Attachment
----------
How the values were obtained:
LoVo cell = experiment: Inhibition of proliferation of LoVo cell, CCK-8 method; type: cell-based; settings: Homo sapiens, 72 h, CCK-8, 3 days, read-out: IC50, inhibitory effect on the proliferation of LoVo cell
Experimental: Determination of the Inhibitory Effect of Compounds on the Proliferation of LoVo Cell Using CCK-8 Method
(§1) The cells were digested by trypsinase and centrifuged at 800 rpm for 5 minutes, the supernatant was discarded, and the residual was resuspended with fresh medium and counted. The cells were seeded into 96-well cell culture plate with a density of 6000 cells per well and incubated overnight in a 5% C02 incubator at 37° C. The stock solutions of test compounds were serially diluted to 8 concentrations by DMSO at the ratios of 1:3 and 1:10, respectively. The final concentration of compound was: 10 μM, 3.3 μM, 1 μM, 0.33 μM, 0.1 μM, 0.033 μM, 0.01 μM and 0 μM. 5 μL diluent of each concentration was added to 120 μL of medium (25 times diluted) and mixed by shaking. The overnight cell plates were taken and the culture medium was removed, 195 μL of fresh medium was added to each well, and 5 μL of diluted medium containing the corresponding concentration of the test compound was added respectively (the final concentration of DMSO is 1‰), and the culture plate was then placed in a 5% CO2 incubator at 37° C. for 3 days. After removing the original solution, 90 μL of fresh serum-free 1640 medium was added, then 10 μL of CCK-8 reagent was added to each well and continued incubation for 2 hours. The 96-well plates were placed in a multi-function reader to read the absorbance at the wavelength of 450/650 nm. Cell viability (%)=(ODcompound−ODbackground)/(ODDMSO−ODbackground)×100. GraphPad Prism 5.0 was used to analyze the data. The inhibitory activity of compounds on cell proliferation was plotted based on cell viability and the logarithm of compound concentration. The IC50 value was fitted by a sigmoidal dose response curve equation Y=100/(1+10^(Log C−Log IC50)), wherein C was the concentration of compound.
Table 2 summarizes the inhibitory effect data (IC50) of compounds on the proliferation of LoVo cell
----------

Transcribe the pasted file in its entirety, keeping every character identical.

How the values were obtained:
LoVo cell = experiment: Inhibition of proliferation of LoVo cell, CCK-8 method; type: cell-based; settings: Homo sapiens, 72 h, CCK-8, 3 days, read-out: IC50, inhibitory effect on the proliferation of LoVo cell
Experimental: Determination of the Inhibitory Effect of Compounds on the Proliferation of LoVo Cell Using CCK-8 Method
(§1) The cells were digested by trypsinase and centrifuged at 800 rpm for 5 minutes, the supernatant was discarded, and the residual was resuspended with fresh medium and counted. The cells were seeded into 96-well cell culture plate with a density of 6000 cells per well and incubated overnight in a 5% C02 incubator at 37° C. The stock solutions of test compounds were serially diluted to 8 concentrations by DMSO at the ratios of 1:3 and 1:10, respectively. The final concentration of compound was: 10 μM, 3.3 μM, 1 μM, 0.33 μM, 0.1 μM, 0.033 μM, 0.01 μM and 0 μM. 5 μL diluent of each concentration was added to 120 μL of medium (25 times diluted) and mixed by shaking. The overnight cell plates were taken and the culture medium was removed, 195 μL of fresh medium was added to each well, and 5 μL of diluted medium containing the corresponding concentration of the test compound was added respectively (the final concentration of DMSO is 1‰), and the culture plate was then placed in a 5% CO2 incubator at 37° C. for 3 days. After removing the original solution, 90 μL of fresh serum-free 1640 medium was added, then 10 μL of CCK-8 reagent was added to each well and continued incubation for 2 hours. The 96-well plates were placed in a multi-function reader to read the absorbance at the wavelength of 450/650 nm. Cell viability (%)=(ODcompound−ODbackground)/(ODDMSO−ODbackground)×100. GraphPad Prism 5.0 was used to analyze the data. The inhibitory activity of compounds on cell proliferation was plotted based on cell viability and the logarithm of compound concentration. The IC50 value was fitted by a sigmoidal dose response curve equation Y=100/(1+10^(Log C−Log IC50)), wherein C was the concentration of compound.
Table 2 summarizes the inhibitory effect data (IC50) of compounds on the proliferation of LoVo cell